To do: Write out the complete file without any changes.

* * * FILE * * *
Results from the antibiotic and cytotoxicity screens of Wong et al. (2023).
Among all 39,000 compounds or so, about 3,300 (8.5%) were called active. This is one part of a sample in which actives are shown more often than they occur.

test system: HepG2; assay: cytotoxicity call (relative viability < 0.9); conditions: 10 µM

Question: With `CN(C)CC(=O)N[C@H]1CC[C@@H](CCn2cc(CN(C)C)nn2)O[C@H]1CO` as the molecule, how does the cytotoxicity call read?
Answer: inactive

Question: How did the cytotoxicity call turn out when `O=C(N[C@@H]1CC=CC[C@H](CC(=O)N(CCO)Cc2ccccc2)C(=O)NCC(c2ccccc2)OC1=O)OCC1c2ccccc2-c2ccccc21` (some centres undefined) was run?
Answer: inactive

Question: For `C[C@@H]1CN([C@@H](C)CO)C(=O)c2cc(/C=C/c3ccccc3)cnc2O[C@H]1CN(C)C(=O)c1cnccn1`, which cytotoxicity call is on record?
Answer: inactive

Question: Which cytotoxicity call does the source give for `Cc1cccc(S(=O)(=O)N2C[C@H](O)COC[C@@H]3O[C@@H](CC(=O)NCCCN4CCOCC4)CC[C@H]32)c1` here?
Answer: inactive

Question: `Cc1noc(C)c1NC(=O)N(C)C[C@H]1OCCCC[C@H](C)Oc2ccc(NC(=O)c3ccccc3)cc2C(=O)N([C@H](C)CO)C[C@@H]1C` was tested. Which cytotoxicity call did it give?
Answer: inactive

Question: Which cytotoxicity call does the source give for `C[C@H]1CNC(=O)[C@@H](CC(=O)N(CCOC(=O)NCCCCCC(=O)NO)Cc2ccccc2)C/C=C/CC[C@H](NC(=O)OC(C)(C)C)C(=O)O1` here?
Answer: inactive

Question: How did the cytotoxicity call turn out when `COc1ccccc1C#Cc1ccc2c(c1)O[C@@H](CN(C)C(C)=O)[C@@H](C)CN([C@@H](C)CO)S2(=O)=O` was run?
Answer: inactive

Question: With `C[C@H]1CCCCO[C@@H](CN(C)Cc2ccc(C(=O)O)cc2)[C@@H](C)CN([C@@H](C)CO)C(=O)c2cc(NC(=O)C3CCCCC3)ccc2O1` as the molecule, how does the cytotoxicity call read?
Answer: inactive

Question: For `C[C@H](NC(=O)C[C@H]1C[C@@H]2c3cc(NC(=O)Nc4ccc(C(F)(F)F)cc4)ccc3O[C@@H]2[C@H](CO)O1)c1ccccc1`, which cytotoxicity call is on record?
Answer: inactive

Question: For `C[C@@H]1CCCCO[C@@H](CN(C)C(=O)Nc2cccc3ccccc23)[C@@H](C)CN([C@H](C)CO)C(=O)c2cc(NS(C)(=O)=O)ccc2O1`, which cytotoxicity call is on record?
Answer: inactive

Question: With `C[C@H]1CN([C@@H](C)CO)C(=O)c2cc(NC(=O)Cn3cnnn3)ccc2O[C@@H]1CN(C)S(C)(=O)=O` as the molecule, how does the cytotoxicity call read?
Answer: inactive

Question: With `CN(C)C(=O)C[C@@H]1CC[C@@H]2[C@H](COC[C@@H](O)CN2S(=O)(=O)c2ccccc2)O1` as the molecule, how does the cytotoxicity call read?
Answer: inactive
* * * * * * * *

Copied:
Results from the antibiotic and cytotoxicity screens of Wong et al. (2023).
Among all 39,000 compounds or so, about 3,300 (8.5%) were called active. This is one part of a sample in which actives are shown more often than they occur.

test system: HepG2; assay: cytotoxicity call (relative viability < 0.9); conditions: 10 µM

Question: With `CN(C)CC(=O)N[C@H]1CC[C@@H](CCn2cc(CN(C)C)nn2)O[C@H]1CO` as the molecule, how does the cytotoxicity call read?
Answer: inactive

Question: How did the cytotoxicity call turn out when `O=C(N[C@@H]1CC=CC[C@H](CC(=O)N(CCO)Cc2ccccc2)C(=O)NCC(c2ccccc2)OC1=O)OCC1c2ccccc2-c2ccccc21` (some centres undefined) was run?
Answer: inactive

Question: For `C[C@@H]1CN([C@@H](C)CO)C(=O)c2cc(/C=C/c3ccccc3)cnc2O[C@H]1CN(C)C(=O)c1cnccn1`, which cytotoxicity call is on record?
Answer: inactive

Question: Which cytotoxicity call does the source give for `Cc1cccc(S(=O)(=O)N2C[C@H](O)COC[C@@H]3O[C@@H](CC(=O)NCCCN4CCOCC4)CC[C@H]32)c1` here?
Answer: inactive

Question: `Cc1noc(C)c1NC(=O)N(C)C[C@H]1OCCCC[C@H](C)Oc2ccc(NC(=O)c3ccccc3)cc2C(=O)N([C@H](C)CO)C[C@@H]1C` was tested. Which cytotoxicity call did it give?
Answer: inactive

Question: Which cytotoxicity call does the source give for `C[C@H]1CNC(=O)[C@@H](CC(=O)N(CCOC(=O)NCCCCCC(=O)NO)Cc2ccccc2)C/C=C/CC[C@H](NC(=O)OC(C)(C)C)C(=O)O1` here?
Answer: inactive

Question: How did the cytotoxicity call turn out when `COc1ccccc1C#Cc1ccc2c(c1)O[C@@H](CN(C)C(C)=O)[C@@H](C)CN([C@@H](C)CO)S2(=O)=O` was run?
Answer: inactive

Question: With `C[C@H]1CCCCO[C@@H](CN(C)Cc2ccc(C(=O)O)cc2)[C@@H](C)CN([C@@H](C)CO)C(=O)c2cc(NC(=O)C3CCCCC3)ccc2O1` as the molecule, how does the cytotoxicity call read?
Answer: inactive

Question: For `C[C@H](NC(=O)C[C@H]1C[C@@H]2c3cc(NC(=O)Nc4ccc(C(F)(F)F)cc4)ccc3O[C@@H]2[C@H](CO)O1)c1ccccc1`, which cytotoxicity call is on record?
Answer: inactive

Question: For `C[C@@H]1CCCCO[C@@H](CN(C)C(=O)Nc2cccc3ccccc23)[C@@H](C)CN([C@H](C)CO)C(=O)c2cc(NS(C)(=O)=O)ccc2O1`, which cytotoxicity call is on record?
Answer: inactive

Question: With `C[C@H]1CN([C@@H](C)CO)C(=O)c2cc(NC(=O)Cn3cnnn3)ccc2O[C@@H]1CN(C)S(C)(=O)=O` as the molecule, how does the cytotoxicity call read?
Answer: inactive

Question: With `CN(C)C(=O)C[C@@H]1CC[C@@H]2[C@H](COC[C@@H](O)CN2S(=O)(=O)c2ccccc2)O1` as the molecule, how does the cytotoxicity call read?
Answer: inactive